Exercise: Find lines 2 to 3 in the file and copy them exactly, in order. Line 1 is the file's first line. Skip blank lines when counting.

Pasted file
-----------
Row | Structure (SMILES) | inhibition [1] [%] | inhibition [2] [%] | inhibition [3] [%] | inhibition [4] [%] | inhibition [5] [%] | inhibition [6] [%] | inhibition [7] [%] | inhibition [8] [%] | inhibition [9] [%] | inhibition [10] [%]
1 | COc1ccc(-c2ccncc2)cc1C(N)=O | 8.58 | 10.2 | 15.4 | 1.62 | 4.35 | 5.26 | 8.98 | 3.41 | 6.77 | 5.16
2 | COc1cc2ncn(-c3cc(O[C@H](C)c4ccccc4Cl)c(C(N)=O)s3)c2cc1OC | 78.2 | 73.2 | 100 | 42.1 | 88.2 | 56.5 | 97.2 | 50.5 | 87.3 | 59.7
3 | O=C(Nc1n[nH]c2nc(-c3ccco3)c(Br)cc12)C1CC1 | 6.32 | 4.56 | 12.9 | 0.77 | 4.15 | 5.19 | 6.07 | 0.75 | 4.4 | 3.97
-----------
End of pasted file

1 | COc1ccc(-c2ccncc2)cc1C(N)=O | 8.58 | 10.2 | 15.4 | 1.62 | 4.35 | 5.26 | 8.98 | 3.41 | 6.77 | 5.16
2 | COc1cc2ncn(-c3cc(O[C@H](C)c4ccccc4Cl)c(C(N)=O)s3)c2cc1OC | 78.2 | 73.2 | 100 | 42.1 | 88.2 | 56.5 | 97.2 | 50.5 | 87.3 | 59.7